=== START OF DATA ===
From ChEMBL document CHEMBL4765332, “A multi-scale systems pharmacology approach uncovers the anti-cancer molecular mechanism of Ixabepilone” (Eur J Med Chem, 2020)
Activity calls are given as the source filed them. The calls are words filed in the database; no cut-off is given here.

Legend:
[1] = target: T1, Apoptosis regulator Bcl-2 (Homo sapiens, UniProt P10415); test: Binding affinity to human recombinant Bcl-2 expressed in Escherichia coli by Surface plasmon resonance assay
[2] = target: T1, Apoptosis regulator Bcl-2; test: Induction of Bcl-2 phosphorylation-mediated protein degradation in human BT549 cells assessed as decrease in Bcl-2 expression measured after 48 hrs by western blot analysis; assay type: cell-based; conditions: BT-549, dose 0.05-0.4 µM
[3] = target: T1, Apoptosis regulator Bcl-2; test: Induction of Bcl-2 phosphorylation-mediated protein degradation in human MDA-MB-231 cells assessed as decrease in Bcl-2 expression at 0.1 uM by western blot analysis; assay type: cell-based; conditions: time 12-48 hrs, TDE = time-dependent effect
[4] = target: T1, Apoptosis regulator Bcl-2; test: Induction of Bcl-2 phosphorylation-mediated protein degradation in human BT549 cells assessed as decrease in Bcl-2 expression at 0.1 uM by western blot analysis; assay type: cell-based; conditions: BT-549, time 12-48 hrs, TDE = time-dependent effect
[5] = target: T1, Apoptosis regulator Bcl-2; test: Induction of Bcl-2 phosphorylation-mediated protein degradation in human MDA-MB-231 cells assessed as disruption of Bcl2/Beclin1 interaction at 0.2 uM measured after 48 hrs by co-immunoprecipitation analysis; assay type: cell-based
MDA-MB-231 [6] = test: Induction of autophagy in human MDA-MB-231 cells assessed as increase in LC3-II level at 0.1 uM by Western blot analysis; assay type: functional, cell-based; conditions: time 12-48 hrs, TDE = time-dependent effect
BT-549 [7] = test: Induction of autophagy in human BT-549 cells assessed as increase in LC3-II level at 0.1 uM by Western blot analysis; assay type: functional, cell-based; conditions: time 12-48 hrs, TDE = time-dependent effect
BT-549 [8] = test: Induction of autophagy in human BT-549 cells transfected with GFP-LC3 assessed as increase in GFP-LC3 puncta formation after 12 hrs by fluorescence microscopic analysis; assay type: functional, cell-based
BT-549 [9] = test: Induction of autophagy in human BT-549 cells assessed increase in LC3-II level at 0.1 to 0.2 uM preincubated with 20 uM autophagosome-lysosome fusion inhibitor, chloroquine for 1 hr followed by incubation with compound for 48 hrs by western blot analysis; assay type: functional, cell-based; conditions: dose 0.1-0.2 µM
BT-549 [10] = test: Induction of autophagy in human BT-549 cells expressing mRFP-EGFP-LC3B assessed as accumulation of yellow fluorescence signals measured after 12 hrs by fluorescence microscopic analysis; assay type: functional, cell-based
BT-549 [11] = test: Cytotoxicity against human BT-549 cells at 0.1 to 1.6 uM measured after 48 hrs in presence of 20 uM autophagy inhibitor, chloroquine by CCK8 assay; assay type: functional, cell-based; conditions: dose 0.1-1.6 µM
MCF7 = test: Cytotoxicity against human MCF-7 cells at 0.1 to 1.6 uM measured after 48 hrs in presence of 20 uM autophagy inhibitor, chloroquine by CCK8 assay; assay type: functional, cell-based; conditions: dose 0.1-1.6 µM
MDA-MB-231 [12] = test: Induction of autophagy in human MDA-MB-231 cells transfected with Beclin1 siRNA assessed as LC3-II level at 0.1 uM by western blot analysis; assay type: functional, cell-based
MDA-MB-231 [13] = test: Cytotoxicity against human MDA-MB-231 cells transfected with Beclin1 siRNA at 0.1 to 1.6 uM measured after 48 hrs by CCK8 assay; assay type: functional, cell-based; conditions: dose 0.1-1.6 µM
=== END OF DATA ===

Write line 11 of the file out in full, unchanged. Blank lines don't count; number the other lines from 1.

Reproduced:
BT-549 [8] = test: Induction of autophagy in human BT-549 cells transfected with GFP-LC3 assessed as increase in GFP-LC3 puncta formation after 12 hrs by fluorescence microscopic analysis; assay type: functional, cell-based